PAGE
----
Mr. Harder seems to suggest that a silly number of degrees and the ability to grab some credulous reporter’s interest, is what settles this rather than the merits of the matter. I also don’t see the Wired article supporting Shiva Ayyadurai’s claims by merely reciting them and highlighting some of his arguments and the criticisms they’ve received. (The Time article does seem to have accepted Ayyadurai’s claim, though it isn’t clear how that conclusion was reached, especially how the previous email systems didn’t use header conventions sufficiently, nor why this matters. The article is wrong on its face if read strictly, as headers were used in other email systems of the time, but even assuming the argument to be that these weren’t good enough, no argument or explanation was made. Its unclear if the reporter actually knew of the preexisting email systems at all or if he just accepted Ayyadurai’s claims at face value.)
Mr. Harder does seem like a swell guy, though. I mean, going out of his way to help Mr. Levy with his article and all. And then bad old Levy “intentionally omitted” that “wealth of information,” it’s enough moisten my eyes anyways.
Mr. Harder, wasn’t the entity that paid Ayyadurai that settlement bankrupt and without any prospect of retaining any beneficial interest in their company due to the large judgment already entered against it? If that’s true, doesn’t that suggest the fact that they paid money to settle his suit kind of meaningless? Sounds to me like the settlement didn’t actually cost them a dime, as it came from assets of a hopelessly insolvent company they knew they had no chance of obtaining the benefits of. I don’t know that this indicates anything about the merits of Ayyadurai’s legal position, though I’d certainly welcome a correction if I’m mistaken.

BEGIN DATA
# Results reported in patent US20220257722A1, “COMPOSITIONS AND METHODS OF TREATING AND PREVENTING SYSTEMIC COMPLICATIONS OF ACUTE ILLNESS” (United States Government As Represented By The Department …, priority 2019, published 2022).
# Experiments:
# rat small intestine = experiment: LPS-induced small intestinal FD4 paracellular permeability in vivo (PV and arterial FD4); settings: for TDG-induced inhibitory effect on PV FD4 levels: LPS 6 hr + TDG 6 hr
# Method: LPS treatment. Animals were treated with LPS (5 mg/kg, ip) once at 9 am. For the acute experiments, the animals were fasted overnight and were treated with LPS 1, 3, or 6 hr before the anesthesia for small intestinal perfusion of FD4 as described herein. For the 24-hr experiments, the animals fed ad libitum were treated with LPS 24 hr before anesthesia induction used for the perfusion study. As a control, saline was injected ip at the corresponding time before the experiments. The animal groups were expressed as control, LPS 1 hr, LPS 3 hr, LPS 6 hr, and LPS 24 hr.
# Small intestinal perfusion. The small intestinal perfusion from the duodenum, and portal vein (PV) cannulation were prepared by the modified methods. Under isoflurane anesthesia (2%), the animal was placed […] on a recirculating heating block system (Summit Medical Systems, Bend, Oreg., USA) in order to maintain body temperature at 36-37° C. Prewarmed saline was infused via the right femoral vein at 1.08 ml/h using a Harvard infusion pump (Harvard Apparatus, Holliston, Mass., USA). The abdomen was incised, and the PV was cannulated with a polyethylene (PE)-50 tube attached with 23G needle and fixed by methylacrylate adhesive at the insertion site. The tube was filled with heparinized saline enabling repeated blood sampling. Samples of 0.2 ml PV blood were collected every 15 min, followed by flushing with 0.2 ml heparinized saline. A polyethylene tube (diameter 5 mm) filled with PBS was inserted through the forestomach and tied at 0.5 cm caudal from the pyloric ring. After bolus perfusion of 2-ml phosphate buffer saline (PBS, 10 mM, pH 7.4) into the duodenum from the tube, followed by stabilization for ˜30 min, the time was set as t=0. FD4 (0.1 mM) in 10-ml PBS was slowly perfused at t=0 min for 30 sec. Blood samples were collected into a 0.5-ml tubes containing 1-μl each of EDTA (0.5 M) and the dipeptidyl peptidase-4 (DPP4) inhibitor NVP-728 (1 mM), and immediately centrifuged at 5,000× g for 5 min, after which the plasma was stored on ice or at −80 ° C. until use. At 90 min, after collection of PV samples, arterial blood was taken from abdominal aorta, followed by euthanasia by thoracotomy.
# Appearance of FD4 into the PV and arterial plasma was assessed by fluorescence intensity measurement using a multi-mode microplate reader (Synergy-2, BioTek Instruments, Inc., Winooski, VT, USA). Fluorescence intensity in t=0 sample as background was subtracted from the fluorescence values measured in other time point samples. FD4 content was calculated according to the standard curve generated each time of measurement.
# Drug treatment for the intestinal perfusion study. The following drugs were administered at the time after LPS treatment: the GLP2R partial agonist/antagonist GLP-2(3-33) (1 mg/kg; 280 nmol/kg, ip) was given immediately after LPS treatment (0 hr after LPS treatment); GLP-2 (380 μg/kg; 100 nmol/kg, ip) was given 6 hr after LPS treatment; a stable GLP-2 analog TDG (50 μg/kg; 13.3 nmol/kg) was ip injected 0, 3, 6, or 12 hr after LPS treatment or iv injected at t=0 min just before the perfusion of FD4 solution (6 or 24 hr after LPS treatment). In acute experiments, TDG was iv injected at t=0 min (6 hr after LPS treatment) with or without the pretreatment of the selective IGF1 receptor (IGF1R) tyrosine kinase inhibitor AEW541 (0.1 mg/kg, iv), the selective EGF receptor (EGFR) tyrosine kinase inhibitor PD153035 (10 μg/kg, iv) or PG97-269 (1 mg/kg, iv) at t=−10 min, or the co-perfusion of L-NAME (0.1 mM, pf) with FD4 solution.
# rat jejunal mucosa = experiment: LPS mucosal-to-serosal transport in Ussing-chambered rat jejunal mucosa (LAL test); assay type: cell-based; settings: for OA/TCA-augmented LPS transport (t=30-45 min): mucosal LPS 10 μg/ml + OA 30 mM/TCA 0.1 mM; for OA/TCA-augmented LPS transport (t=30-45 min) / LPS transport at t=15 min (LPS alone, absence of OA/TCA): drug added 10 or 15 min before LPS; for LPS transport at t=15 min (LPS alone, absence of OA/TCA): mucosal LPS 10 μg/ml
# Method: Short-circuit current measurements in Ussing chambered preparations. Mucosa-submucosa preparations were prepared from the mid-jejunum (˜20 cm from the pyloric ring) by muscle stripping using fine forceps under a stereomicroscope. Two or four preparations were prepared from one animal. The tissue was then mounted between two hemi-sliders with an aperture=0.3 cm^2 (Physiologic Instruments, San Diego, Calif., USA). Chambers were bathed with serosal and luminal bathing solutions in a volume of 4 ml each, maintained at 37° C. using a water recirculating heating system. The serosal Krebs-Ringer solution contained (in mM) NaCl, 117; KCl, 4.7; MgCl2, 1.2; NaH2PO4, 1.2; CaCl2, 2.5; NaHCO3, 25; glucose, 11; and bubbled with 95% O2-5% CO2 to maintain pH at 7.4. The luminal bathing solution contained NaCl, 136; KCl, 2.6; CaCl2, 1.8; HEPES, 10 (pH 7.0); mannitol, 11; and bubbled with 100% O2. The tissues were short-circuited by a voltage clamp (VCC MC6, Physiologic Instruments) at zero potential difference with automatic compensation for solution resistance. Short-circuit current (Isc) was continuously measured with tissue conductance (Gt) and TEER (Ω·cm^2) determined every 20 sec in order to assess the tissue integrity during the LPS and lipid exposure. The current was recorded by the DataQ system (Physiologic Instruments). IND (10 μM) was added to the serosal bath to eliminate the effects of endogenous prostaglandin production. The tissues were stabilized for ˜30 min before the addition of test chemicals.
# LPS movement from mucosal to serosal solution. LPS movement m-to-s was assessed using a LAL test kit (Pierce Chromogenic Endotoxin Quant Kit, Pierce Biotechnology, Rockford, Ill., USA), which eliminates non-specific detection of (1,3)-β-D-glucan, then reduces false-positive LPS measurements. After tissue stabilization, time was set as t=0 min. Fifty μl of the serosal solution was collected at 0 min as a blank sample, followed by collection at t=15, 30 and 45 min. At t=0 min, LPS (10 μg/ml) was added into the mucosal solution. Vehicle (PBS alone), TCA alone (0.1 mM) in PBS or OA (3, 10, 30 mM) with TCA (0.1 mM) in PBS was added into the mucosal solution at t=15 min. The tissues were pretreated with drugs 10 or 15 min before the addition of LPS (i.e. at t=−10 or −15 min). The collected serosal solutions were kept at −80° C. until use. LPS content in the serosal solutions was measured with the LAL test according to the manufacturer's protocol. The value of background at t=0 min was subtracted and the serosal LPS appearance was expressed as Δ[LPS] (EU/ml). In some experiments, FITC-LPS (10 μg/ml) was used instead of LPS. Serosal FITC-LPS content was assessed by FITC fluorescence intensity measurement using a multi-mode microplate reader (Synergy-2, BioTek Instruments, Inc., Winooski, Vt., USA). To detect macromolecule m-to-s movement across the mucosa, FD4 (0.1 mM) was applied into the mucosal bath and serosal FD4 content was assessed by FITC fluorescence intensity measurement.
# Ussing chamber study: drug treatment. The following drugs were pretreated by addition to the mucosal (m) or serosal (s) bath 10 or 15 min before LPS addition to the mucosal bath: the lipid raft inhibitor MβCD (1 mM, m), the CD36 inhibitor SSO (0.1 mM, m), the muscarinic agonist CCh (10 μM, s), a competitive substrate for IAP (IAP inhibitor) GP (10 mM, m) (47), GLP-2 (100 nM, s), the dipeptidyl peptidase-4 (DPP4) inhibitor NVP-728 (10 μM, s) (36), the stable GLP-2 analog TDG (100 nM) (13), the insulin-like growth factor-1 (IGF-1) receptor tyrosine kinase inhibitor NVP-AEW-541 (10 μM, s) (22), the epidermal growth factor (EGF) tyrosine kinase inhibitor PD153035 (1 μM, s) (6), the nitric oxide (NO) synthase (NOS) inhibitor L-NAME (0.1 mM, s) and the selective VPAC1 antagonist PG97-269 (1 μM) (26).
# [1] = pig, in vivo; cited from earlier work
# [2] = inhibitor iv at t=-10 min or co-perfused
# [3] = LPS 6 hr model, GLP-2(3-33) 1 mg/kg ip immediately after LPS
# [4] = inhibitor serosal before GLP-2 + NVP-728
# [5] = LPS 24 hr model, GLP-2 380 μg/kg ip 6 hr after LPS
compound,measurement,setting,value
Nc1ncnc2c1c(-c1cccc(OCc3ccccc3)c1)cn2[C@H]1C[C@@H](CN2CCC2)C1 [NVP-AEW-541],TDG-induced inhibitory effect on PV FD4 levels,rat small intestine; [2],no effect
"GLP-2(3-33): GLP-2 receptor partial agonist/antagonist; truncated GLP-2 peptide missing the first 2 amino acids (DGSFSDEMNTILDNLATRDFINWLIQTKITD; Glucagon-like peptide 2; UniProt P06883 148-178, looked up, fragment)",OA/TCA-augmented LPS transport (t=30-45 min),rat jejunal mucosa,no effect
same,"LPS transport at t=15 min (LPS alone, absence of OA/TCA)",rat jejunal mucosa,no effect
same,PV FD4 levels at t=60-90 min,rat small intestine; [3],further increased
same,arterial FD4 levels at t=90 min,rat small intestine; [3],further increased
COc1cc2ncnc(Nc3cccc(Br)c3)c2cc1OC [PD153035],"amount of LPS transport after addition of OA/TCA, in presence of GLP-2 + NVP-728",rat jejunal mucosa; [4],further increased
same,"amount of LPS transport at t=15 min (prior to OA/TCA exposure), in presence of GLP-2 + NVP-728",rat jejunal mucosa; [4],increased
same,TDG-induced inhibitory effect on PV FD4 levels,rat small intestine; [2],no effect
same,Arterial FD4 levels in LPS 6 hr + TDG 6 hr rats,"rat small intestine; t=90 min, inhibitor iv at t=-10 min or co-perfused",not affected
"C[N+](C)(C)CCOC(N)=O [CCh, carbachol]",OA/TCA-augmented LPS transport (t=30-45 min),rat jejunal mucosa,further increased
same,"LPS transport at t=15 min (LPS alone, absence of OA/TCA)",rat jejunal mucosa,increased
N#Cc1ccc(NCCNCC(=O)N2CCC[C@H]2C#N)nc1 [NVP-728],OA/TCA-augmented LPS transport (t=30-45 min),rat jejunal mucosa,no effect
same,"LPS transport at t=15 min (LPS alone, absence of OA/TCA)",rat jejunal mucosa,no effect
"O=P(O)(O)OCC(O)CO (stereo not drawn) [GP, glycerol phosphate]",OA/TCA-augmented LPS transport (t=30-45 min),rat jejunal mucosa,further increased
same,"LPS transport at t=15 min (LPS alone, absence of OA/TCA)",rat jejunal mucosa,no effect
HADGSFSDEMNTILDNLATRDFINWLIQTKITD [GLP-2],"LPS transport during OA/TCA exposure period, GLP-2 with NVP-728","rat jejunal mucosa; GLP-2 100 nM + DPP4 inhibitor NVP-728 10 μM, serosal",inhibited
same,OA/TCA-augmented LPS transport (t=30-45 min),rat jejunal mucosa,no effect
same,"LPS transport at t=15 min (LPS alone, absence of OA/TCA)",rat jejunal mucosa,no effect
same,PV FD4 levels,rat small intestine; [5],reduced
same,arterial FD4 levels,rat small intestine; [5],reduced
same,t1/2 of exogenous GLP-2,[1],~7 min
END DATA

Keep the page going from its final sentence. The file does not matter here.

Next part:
Charles Harder says in his comment that I “asked [him] to provide [me] information for [my] piece” and complains that I did not provide a link to his client’s web site.
This is the request I sent him (to which he replied by sending me a link to his client’s propaganda web site, which I thought irrelevant to my questions).
From: Paul Alan Levy
Sent: Wednesday, January 25, 2017 3:29 PM
Subject: Your demand letter to Diaspora
I am working on a piece about your demand letter to Diaspora on behalf of the fellow who claims to have invented email and has a history of suing people who dispute that claim. I am wondering if you would answer some questions.
What is the basis for your claim that Diaspora, as the host of user comments that criticize your client, is legally liable under Massachusetts law for intentional infliction of emotional distress, based I gather on the intent of the user who posted the comments, and subject to Massachusetts law “remedies [that] include monetary damages, punitive damages, and preliminary and permanent injunctive relief?” Is there some reason why section 230 immunity does not apply?
As I read your letter, you also claim that Diaspora, the host of the comments, is subject to “substantial monetary damages and punitive damages” under a libel theory under Massachusetts law. Have I misunderstood your claim? And again, what is the basis for avoiding section 230 immunity?.
Finally, I am also curious about your contention that, because your letter is subject to copyright protection, publication is prohibited. Are you contending that publication would constitute infringement? Have you registered the copyright?
I am Dr. Ayyadurai’s attorney, mentioned above. The writer asked me to provide him information for his piece and I gave him Dr. Ayyadurai’s website which has a wealth of information including 25 testimonials from Ph.Ds and other experts as well as at least 2 detailed academic papers which demonstrate, without question, that Dr. Ayyadurai invented the email system we use today. The writer intentionally omitted that site from his article. It can be found here: http:// www. inventorofemail.com/TheFacts The writer also failed to mention that Diaspora removed the defamatory post at issue. The writer also failed to mention that Gizmodo Media removed its two defamatory articles about my client, and Gawker.com just paid him $750,000 for defaming him. Wired magazine, TIME and others have confirmed his invention. Dr. Ayyadurai holds 4 degrees from MIT including a Ph.D and anyone interested in the truth can go to his website, above, which explains it.